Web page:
In the end, those in charge of the convention never chose one over the other. They looked past the unpresidential things that Clinton did with a White House intern, the sexual harassment claims back in Arkansas, the dissembling about it under oath that led to impeachment and even post-presidency rumors about Clinton and Jeffrey Epstein. He got five minutes. They also overcame internal sour grapes and overlooked strategic concerns about Ocasio-Cortez. She got 60 seconds. The two, who had caused fits for very different reasons, got their tickets punched.

Clinton, who turns 74 today and appeared trim in a slim-fit blue suit in his video, went first with brief remarks about how the current president has failed to combat the coronavirus. Seated in his living room in Chappaqua, N.Y., the former president said that the pandemic is raging unchecked and that his old friend Donald Trump is incapable of rising to the challenge of a global health crisis.

“If you want a president who defines the job as spending hours a day watching TV and zapping people on social media, he’s your man,” Clinton said. “Denying, distracting, and demeaning works great if you’re trying to entertain and inflame. But in a real crisis, it collapses like a house of cards.”

Similar words were uttered on the first day of the convention -- and over the last six months of the campaign. They could have been delivered by anyone. But Clinton returned to that well-worn theme Tuesday night. Not directly addressed, but no less emphasized by his presence, was a neoliberalism now falling out of fashion among more radical corners of the party’s left wing.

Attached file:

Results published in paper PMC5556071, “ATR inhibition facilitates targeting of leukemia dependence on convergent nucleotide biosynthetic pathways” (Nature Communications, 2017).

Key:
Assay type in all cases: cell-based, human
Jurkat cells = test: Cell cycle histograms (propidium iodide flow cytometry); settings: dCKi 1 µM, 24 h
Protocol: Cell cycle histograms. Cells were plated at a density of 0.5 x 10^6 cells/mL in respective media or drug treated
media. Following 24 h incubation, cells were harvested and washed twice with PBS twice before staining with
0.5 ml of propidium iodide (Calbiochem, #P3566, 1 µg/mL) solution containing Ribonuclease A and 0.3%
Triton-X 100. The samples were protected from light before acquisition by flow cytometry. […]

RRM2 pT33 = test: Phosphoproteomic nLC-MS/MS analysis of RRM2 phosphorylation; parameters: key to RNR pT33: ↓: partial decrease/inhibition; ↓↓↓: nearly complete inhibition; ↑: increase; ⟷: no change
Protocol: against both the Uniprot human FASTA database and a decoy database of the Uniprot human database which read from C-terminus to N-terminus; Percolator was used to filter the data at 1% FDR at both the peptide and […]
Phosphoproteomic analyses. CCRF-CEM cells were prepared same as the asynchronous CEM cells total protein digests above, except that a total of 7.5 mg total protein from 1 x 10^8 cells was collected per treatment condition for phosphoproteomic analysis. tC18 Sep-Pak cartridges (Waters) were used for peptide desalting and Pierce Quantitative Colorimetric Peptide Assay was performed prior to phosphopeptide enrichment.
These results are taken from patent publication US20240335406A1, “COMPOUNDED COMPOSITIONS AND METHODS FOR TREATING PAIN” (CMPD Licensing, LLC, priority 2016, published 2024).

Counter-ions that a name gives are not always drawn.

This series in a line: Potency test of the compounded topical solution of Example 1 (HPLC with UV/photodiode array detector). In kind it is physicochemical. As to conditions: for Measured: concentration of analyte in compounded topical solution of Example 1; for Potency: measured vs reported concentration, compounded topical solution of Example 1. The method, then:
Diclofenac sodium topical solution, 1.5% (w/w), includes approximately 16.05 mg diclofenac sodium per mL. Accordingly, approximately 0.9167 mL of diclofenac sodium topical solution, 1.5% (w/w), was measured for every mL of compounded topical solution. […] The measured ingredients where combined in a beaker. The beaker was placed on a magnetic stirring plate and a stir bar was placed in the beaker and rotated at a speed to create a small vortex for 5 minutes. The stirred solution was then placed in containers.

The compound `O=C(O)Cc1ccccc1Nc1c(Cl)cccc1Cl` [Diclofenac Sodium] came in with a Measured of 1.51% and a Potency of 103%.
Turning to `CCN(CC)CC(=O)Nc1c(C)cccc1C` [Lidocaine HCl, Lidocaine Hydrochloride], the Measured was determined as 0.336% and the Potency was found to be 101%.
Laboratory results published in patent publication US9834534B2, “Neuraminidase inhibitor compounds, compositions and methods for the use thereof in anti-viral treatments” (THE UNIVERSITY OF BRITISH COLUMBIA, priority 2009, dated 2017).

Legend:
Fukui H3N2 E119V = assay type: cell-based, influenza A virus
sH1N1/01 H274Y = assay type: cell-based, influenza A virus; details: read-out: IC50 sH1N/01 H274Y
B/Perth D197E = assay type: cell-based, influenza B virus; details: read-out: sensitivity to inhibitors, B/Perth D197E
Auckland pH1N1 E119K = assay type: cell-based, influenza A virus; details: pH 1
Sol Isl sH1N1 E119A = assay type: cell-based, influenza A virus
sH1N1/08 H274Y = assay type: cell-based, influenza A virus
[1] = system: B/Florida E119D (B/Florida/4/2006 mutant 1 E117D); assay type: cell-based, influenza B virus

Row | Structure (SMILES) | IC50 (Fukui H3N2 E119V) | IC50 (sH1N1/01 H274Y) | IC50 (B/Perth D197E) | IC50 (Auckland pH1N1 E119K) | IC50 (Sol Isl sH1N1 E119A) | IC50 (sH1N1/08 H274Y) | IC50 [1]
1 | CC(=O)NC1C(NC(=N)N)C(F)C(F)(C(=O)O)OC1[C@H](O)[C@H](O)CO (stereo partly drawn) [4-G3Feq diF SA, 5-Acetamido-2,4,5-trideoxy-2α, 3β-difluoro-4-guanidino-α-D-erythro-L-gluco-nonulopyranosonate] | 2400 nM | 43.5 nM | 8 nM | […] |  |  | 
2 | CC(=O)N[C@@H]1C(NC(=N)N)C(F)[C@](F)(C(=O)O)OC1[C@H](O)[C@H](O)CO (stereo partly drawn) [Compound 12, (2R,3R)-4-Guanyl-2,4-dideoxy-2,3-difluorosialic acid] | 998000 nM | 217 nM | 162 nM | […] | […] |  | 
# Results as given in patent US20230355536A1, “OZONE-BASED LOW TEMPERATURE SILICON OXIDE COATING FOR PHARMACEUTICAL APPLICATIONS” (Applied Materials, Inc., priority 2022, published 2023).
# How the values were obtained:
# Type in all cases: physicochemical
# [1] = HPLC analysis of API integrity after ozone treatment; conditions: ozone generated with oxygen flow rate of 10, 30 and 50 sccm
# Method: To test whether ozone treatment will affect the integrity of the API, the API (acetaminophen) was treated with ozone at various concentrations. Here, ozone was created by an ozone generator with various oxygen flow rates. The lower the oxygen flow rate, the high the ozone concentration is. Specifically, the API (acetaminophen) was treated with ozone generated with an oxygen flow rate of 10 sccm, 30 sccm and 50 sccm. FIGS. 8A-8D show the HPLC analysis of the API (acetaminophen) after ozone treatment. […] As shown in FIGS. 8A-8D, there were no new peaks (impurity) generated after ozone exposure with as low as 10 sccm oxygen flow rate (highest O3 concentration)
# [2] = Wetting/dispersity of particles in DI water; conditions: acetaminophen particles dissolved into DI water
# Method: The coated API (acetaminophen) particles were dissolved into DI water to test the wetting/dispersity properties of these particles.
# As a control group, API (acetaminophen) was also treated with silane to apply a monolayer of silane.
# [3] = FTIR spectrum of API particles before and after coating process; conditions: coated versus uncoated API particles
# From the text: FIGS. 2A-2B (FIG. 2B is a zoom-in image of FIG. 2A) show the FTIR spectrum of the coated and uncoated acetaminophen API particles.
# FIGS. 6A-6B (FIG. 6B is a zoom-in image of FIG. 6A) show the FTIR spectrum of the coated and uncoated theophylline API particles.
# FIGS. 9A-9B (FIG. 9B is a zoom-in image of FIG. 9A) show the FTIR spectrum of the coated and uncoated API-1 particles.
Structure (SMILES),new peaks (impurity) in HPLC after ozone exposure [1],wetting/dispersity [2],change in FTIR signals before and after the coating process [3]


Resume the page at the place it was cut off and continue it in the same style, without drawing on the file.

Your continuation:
An old pioneer of the “third way” espoused by the New Democrats, Clinton pushed centrism on trade and welfare reform and, on occasion, tax policy during his time in the White House. He even uttered what would now be considered an anathema during a State of the Union when he declared “the era of big government is over.” If this was not bad enough, according to new norms, Clinton embraced a sort of social conservatism with his Defense of Marriage Act and “Don’t Ask, Don’t Tell” policies on gays in the military.

So Clinton was addressing a party that has moved past him and to the left, and he knew it. He did not relitigate any of those old battles, instead offering his support of the comparatively centrist nominee.

Ocasio-Cortez did not take the former president, or any member of the old guard, to task. At least, not directly. She aimed at the current status quo and offered a rebuttal to the old, centrist way of doing things. Charged with endorsing the ceremonial nomination of Sanders, AOC began by praising the “mass people’s movement” that Bernie had led.

Standing in front of American flags and dressed in purple, the author of the Green New Deal and advocate for “Medicare for All” offered something of a eulogy for the Sanders campaign that had strived “to recognize and repair the wounds of racial injustice, colonization, misogyny and homophobia.” She praised it for reimagining “systems of immigration and foreign policy that turn away from the violence and xenophobia of our past.” She commended that now defunct campaign for realizing “the unsustainable brutality of an economy that rewards explosive inequalities of wealth for the few at the expense of long-term stability for the many.” She embraced Biden and his comparative centrism as part of the greater effort to replace Trump.

It was a muted warning from the face of the far left in Congress. For the moment, Ocasio-Cortez has joined with the centrist establishment. But she continues to support primary challengers trying to unseat Democratic incumbents, working all the while to push her party farther left and past the likes of Bill Clinton.